Asked and Answered

The best of Asked and Answered: February 23

Here are highlights from recent editions of "Ask & Answered". Bob Labriola is currently taking questions for next week's installment. Submit them below.

January 8
CHRISTOPHER CUMMINGS FROM ELON, NC:
Following the coin toss, what is the difference between deferring and choosing to kick? Strategically, is there a reason to choose one over the other?

ANSWER: Yes. If you win the toss, you get to choose whether to kick, receive, defend a goal, or defer. If you elect to kick off, the other team figures to receive. Then at the start of the second half, the other team gets to choose, because you chose at the start of the game. In that scenario, that likely gives the other team the ball at the start of both halves. By deferring, what you are doing is postponing your choice until the start of the second half, which would preserve your option of starting the second half with the ball.

January 10
ADAM STATTI FROM FORT MYERS, FL:
Considering the great running backs that this franchise has had throughout the years, Le'Veon Bell's accomplishment of breaking the Steelers' single-game postseason rushing record is remarkable. If you had to assign percentages between the two, how much of that is Bell and how much is the offensive line?

ANSWER: I don't believe it's any more possible to separate Le'Veon Bell's running from the blocking than it is to place percentages on which is more important to good pizza – the sauce or the crust.

January 12

BILL JANUS FROM HAINESPORT, NJ:
What is the contract situation with Ryan Shazier?  He has now proven to be a great selection and is a better player than C.J. Mosley. He is truly a difference maker.

ANSWER: Ryan Shazier is under contract through the end of the 2017 season based on the four-year deal he signed as a No. 1 pick after the 2014 NFL Draft. As a first-round pick, Shazier also is subjected to a fifth-year option at the Steelers' discretion. The rookie wage scale, created in 2011, requires all first-year players to sign four-year deals. Teams then have the option to exercise a fifth-year option for all first-round picks. The fifth year (2018 for those taken in the 2014 draft) is guaranteed for injury.

The fifth-year salary varies depending on how high the player was drafted. The top 10 selections in the first round receive a salary equal to the average of the 10 highest salaries at their position. For the remainder of the first round, the wage is the average of the third through 25th highest salaries at the position. The Steelers will have to make a decision on Shazier's fifth-year option some time in 2017, usually close to May.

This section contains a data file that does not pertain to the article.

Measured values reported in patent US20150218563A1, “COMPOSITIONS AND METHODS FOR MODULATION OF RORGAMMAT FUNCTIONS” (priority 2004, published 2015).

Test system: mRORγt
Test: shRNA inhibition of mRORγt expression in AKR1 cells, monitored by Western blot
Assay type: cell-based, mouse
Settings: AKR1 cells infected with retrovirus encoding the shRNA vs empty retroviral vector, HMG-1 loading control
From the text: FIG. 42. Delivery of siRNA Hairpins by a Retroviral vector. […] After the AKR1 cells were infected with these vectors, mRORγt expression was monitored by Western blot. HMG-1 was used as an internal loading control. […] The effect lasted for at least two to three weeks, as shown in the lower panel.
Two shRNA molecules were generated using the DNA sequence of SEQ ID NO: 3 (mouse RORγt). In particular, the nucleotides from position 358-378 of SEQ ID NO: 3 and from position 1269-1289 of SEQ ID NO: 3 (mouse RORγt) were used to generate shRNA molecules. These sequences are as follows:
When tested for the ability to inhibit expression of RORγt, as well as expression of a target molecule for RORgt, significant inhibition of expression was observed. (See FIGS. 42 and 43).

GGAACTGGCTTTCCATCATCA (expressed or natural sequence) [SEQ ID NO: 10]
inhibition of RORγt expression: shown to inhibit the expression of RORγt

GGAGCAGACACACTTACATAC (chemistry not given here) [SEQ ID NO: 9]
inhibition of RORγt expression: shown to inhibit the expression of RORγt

January 15
JOSE RUIZ FROM BAKERSFIELD, CA:
If a receiver or runner catches a ball for 20 yards and he fumbles, do those yards still count, or what happens?

ANSWER: Yes, the yards count. If a receiver catches a pass for 20 yards, fumbles, and the opponent recovers, the receiver gets credit for a reception and 20 receiving yards.

January 26

MARK JONES FROM LOGANVILLE GA:
In your opinion, what is an immediate need in the draft?

ANSWER: A playmaking wide receiver, a backup running back, some help for the pass rush. Those are three. Maybe one of those is solved via free agency, and maybe more needs become apparent as the offseason progresses. By the way, do you know Robert Donaldson?

February 2
ALLAN HAMILTON FROM CROSS LANES, WV:
Who is the largest player you have ever met?

ANSWER: He wasn't a football player, but without question the largest human being I've ever met is Shaquille O'Neal. Several years ago, during the dog days of the offseason, O'Neal was in Pittsburgh filming an episode of that reality show he was doing and he stopped by the UPMC Rooney Sports Complex. When he stopped at my office to say hello as he was making his rounds through the building, he literally filled the doorway. Horizontally and vertically. Filled the doorway.

February 7
TIMOTHY TURNER FROM MELBOURNE, VICTORIA, AUSTRALIA
Hey, mate. Really enjoy this Asked and Answered. With the success of Australian punters over the years in the NFL, Brad Wing and Jordan Berry being recent examples, do you think NFL scouts will look overseas more for talent?

ANSWER: I don't know about "look," because even with punters NFL scouts need to see the athlete doing the things he's going to be asked to do in the NFL to make an evaluation. What I believe is that the NFL will become more receptive to overseas talent once that overseas talent has been exposed to American football. Remember, both Brad Wing and Jordan Berry played college football. That's the path to the NFL, I believe. Through college football.


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